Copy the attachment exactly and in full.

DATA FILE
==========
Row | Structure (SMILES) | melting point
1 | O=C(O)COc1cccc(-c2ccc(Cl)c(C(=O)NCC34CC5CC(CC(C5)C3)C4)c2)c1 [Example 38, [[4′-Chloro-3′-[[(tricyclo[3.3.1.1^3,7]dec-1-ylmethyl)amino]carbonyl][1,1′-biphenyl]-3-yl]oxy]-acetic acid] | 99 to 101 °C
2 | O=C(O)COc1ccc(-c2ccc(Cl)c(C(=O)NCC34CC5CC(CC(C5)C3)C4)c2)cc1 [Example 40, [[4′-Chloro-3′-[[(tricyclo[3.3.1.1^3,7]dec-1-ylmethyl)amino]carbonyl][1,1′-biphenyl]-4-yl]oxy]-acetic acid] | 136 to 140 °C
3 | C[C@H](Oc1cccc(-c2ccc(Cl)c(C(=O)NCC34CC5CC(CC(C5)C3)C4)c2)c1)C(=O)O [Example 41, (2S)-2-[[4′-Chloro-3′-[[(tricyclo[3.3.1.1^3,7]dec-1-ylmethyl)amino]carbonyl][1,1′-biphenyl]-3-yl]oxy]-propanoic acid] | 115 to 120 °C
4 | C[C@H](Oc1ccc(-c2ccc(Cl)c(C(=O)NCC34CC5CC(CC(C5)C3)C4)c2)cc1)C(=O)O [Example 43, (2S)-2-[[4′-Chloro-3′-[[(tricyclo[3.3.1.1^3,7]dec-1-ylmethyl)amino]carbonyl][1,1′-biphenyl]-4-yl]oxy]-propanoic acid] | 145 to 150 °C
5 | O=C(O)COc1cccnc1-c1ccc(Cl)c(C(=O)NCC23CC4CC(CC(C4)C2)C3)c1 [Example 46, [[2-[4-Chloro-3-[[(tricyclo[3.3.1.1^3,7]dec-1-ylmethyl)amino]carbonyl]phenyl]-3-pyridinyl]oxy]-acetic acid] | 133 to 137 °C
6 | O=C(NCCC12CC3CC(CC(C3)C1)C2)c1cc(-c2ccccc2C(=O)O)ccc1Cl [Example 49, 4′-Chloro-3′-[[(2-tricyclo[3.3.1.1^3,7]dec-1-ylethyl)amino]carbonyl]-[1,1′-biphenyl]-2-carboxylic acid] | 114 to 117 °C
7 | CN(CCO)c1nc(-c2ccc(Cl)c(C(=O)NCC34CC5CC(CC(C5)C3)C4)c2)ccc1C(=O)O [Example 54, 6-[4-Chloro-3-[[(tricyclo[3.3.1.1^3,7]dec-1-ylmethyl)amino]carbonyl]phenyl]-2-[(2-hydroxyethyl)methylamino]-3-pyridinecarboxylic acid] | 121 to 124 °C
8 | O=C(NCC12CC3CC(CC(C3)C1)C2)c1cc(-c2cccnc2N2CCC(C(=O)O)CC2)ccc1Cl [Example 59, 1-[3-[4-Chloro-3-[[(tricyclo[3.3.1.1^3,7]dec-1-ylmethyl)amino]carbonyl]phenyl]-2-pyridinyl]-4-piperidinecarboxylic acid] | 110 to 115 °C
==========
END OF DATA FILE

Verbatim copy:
Row | Structure (SMILES) | melting point
1 | O=C(O)COc1cccc(-c2ccc(Cl)c(C(=O)NCC34CC5CC(CC(C5)C3)C4)c2)c1 [Example 38, [[4′-Chloro-3′-[[(tricyclo[3.3.1.1^3,7]dec-1-ylmethyl)amino]carbonyl][1,1′-biphenyl]-3-yl]oxy]-acetic acid] | 99 to 101 °C
2 | O=C(O)COc1ccc(-c2ccc(Cl)c(C(=O)NCC34CC5CC(CC(C5)C3)C4)c2)cc1 [Example 40, [[4′-Chloro-3′-[[(tricyclo[3.3.1.1^3,7]dec-1-ylmethyl)amino]carbonyl][1,1′-biphenyl]-4-yl]oxy]-acetic acid] | 136 to 140 °C
3 | C[C@H](Oc1cccc(-c2ccc(Cl)c(C(=O)NCC34CC5CC(CC(C5)C3)C4)c2)c1)C(=O)O [Example 41, (2S)-2-[[4′-Chloro-3′-[[(tricyclo[3.3.1.1^3,7]dec-1-ylmethyl)amino]carbonyl][1,1′-biphenyl]-3-yl]oxy]-propanoic acid] | 115 to 120 °C
4 | C[C@H](Oc1ccc(-c2ccc(Cl)c(C(=O)NCC34CC5CC(CC(C5)C3)C4)c2)cc1)C(=O)O [Example 43, (2S)-2-[[4′-Chloro-3′-[[(tricyclo[3.3.1.1^3,7]dec-1-ylmethyl)amino]carbonyl][1,1′-biphenyl]-4-yl]oxy]-propanoic acid] | 145 to 150 °C
5 | O=C(O)COc1cccnc1-c1ccc(Cl)c(C(=O)NCC23CC4CC(CC(C4)C2)C3)c1 [Example 46, [[2-[4-Chloro-3-[[(tricyclo[3.3.1.1^3,7]dec-1-ylmethyl)amino]carbonyl]phenyl]-3-pyridinyl]oxy]-acetic acid] | 133 to 137 °C
6 | O=C(NCCC12CC3CC(CC(C3)C1)C2)c1cc(-c2ccccc2C(=O)O)ccc1Cl [Example 49, 4′-Chloro-3′-[[(2-tricyclo[3.3.1.1^3,7]dec-1-ylethyl)amino]carbonyl]-[1,1′-biphenyl]-2-carboxylic acid] | 114 to 117 °C
7 | CN(CCO)c1nc(-c2ccc(Cl)c(C(=O)NCC34CC5CC(CC(C5)C3)C4)c2)ccc1C(=O)O [Example 54, 6-[4-Chloro-3-[[(tricyclo[3.3.1.1^3,7]dec-1-ylmethyl)amino]carbonyl]phenyl]-2-[(2-hydroxyethyl)methylamino]-3-pyridinecarboxylic acid] | 121 to 124 °C
8 | O=C(NCC12CC3CC(CC(C3)C1)C2)c1cc(-c2cccnc2N2CCC(C(=O)O)CC2)ccc1Cl [Example 59, 1-[3-[4-Chloro-3-[[(tricyclo[3.3.1.1^3,7]dec-1-ylmethyl)amino]carbonyl]phenyl]-2-pyridinyl]-4-piperidinecarboxylic acid] | 110 to 115 °C